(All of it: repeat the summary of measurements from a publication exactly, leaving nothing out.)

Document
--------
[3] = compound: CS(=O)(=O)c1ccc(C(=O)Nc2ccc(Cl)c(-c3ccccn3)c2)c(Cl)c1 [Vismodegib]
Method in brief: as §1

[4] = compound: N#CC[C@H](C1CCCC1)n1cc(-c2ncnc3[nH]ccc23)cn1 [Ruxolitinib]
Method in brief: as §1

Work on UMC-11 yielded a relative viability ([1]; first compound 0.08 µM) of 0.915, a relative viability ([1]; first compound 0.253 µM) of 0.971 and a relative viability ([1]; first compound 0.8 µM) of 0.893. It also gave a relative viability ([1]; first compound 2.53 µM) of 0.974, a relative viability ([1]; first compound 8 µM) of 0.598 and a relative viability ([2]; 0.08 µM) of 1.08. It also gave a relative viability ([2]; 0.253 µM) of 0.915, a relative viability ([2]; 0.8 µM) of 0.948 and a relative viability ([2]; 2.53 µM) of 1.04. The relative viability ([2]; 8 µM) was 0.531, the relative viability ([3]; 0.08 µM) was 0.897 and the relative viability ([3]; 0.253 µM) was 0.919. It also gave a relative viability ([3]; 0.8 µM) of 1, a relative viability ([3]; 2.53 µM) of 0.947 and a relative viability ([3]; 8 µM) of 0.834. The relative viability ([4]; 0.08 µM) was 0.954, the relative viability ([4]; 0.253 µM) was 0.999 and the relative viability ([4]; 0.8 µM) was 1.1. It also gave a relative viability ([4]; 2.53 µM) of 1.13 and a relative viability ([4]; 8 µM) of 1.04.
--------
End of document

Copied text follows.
[3] = compound: CS(=O)(=O)c1ccc(C(=O)Nc2ccc(Cl)c(-c3ccccn3)c2)c(Cl)c1 [Vismodegib]
Method in brief: as §1

[4] = compound: N#CC[C@H](C1CCCC1)n1cc(-c2ncnc3[nH]ccc23)cn1 [Ruxolitinib]
Method in brief: as §1

Work on UMC-11 yielded a relative viability ([1]; first compound 0.08 µM) of 0.915, a relative viability ([1]; first compound 0.253 µM) of 0.971 and a relative viability ([1]; first compound 0.8 µM) of 0.893. It also gave a relative viability ([1]; first compound 2.53 µM) of 0.974, a relative viability ([1]; first compound 8 µM) of 0.598 and a relative viability ([2]; 0.08 µM) of 1.08. It also gave a relative viability ([2]; 0.253 µM) of 0.915, a relative viability ([2]; 0.8 µM) of 0.948 and a relative viability ([2]; 2.53 µM) of 1.04. The relative viability ([2]; 8 µM) was 0.531, the relative viability ([3]; 0.08 µM) was 0.897 and the relative viability ([3]; 0.253 µM) was 0.919. It also gave a relative viability ([3]; 0.8 µM) of 1, a relative viability ([3]; 2.53 µM) of 0.947 and a relative viability ([3]; 8 µM) of 0.834. The relative viability ([4]; 0.08 µM) was 0.954, the relative viability ([4]; 0.253 µM) was 0.999 and the relative viability ([4]; 0.8 µM) was 1.1. It also gave a relative viability ([4]; 2.53 µM) of 1.13 and a relative viability ([4]; 8 µM) of 1.04.